The SEC just dealt a big blow to the hottest trend in cryptocurrencies – but Asia is cheering

Initial coin offerings, the hot blockchain-based investing trend, are set to face increased scrutiny following an announcement by the US Securities and Exchange Commission. But ICO enthusiasts in Asia think the news could be good for them.

As reported by Business Insider’s Rob Price, the SEC said on Tuesday that initial coin offerings (ICOs), in some cases, can be considered securities; and as such will be required to subscribe to the necessary regulations.

ICO participants invest money and receive digital “tokens” in return. Thus far, ICOs have been largely unregulated, with some crowdfunding events raising hundreds of millions of dollars.

But many Asia-based ICO investors and companies are excited, because they think the SEC’s warning will drive business to the continent where countries are more open to blockchain experimentation.

“Asia-based advisers, investors, and funds are cheering,” Sebastian Quinn-Watson, a consultant for Blockchain Global Limited, a bitcoin mining firm, told Business Insider. “We have Chinese and Singaporean LPs that are eager to pour more money into the market to attract talented founders and blockchain companies to Asia.”

EximChain, an Ethereum tech company, is one such firm that will soon commence a multi-million ICO overseas.

“On China side, we see that there has been a number of domestic ICOs that are still able to push ahead,” Hope Lui, EximChain CEO, told Business Insider in an email. “This will increase.”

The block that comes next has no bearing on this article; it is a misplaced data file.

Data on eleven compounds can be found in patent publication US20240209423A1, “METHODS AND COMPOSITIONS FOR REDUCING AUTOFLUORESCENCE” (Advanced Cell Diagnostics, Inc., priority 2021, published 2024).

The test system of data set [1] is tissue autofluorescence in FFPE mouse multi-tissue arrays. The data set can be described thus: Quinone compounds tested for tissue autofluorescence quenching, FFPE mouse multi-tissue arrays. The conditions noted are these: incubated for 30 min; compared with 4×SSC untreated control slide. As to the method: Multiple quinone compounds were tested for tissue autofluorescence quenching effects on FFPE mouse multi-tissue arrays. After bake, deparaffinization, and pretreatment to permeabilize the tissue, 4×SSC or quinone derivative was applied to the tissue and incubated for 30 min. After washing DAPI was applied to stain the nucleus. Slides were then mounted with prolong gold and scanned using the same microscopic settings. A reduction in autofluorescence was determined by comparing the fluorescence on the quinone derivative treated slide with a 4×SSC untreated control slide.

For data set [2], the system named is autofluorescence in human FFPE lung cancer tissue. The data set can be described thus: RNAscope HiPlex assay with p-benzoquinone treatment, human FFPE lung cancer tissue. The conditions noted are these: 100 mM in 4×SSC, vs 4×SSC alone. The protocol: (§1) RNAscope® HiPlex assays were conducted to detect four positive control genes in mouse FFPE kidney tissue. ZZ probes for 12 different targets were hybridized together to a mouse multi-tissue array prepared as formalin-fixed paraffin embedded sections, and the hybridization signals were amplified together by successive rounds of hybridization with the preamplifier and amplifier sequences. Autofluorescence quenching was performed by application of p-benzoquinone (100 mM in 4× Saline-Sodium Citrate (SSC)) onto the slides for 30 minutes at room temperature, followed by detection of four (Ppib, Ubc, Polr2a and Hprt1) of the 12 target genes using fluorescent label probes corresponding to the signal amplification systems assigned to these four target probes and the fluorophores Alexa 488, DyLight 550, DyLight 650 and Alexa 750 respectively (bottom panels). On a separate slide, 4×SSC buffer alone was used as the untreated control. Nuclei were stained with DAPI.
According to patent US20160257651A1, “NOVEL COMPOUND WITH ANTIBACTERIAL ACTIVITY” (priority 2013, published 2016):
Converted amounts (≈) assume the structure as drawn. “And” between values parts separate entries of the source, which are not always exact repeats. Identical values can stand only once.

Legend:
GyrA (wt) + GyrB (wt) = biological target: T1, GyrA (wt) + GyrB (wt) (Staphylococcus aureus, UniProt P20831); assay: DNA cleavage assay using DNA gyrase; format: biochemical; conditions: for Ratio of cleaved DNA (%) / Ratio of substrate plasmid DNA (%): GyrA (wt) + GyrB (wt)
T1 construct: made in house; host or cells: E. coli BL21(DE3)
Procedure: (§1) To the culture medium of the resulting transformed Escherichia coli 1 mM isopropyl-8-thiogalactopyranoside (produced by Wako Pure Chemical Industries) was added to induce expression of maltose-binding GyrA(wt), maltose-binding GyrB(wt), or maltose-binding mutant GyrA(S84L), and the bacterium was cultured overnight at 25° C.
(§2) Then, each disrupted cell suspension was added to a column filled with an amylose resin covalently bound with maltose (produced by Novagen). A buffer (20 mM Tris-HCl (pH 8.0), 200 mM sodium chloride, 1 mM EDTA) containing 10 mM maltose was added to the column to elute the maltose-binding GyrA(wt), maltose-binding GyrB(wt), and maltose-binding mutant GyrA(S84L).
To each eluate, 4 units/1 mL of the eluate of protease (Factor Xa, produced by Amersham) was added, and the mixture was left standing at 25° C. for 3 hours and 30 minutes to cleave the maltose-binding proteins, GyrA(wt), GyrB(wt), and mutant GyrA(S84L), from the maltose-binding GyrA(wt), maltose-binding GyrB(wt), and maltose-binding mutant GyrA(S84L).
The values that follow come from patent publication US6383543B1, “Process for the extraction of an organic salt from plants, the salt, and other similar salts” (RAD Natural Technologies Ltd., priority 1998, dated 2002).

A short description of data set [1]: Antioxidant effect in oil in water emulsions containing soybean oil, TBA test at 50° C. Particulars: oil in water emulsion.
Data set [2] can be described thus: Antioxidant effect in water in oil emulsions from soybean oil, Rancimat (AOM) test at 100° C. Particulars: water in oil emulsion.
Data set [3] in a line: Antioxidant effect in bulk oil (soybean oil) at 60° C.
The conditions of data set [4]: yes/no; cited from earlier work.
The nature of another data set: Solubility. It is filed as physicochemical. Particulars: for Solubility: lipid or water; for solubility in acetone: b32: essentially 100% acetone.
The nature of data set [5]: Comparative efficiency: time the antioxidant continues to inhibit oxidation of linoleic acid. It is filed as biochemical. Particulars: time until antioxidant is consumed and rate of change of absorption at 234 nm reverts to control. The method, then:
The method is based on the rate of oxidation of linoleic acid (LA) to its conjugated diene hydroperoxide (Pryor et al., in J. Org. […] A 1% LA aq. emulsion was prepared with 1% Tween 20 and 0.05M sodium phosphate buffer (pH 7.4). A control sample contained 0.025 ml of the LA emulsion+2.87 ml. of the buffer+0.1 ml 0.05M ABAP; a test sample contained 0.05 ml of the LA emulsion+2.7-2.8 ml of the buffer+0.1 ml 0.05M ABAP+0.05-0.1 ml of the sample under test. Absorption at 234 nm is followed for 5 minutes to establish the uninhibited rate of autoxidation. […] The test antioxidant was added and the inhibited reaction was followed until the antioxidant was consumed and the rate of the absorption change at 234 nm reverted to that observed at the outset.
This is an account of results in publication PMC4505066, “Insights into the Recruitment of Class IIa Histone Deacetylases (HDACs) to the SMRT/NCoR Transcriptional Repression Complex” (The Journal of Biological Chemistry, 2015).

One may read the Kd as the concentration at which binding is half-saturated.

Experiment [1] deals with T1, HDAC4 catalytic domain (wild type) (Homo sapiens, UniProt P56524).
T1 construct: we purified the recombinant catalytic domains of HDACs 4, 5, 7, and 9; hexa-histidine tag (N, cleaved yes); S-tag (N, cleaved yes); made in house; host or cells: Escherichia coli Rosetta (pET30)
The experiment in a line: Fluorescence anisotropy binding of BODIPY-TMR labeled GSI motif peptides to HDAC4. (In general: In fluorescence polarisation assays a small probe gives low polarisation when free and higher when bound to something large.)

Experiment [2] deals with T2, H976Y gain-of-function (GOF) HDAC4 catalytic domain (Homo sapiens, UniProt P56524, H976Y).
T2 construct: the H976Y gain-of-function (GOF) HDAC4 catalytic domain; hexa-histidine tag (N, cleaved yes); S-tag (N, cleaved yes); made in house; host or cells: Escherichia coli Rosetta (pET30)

According to Quinn-Watson, countries such as China and Singapore are more open to blockchain innovations.

Singapore’s central bank, for instance, recently outlined a plan to connect the world’s central banks via blockchain technology.

“The two-phase effort called “Project Ubin” would see global central banks settling cross-border transactions in real time via a blockchain,” according to reporting by CoinDesk.

“The immediate impact will be an increasing number of US blockchain startups seeking to run their ICOS in the region,” Quinn-Watson said. “We expect this occur and we expect to see other countries that have implemented a ‘fintech sandbox approach’ similar to Singapore to also reap immediate dividends.”

To be sure, not everyone is bullish on Asia’s ICO future. Itai Damti, CEO of Leverate, a forex technology company, told Business Insider regulators in other countries will catch up.

“Other regulators will follow suit within 6-12 months, so the geographic arbitrage will not last,” he said.

In January of last year, China’s central bank said it would “soon” have its own cryptocurrency, according to Bloomberg.

In order to fly under the raider of the SEC, firms running ICOs tend to avoid using industry language, according to bitcoin evangelist Paul McNeal. As such, phrases such as “participating in a protocol” are used instead of “owning a share.”

But the SEC message clarifies that such games with semantics won’t fly, according to Joseph Gaugliardo, a securities lawyer at Pepper Hamilton.

“Basically the SEC is sending a message to folks involved in running ICOs — ‘you do the maths,” Gaugliardo said. “If what you’re doing looks like a security, then it’s subject to securities law.”

In total, ICOs have raised $US1.37 billion, according to Lex Sokolin, a partner at Autonomous NEXT, a fintech analytics firm.

Rob Price contributed reporting.

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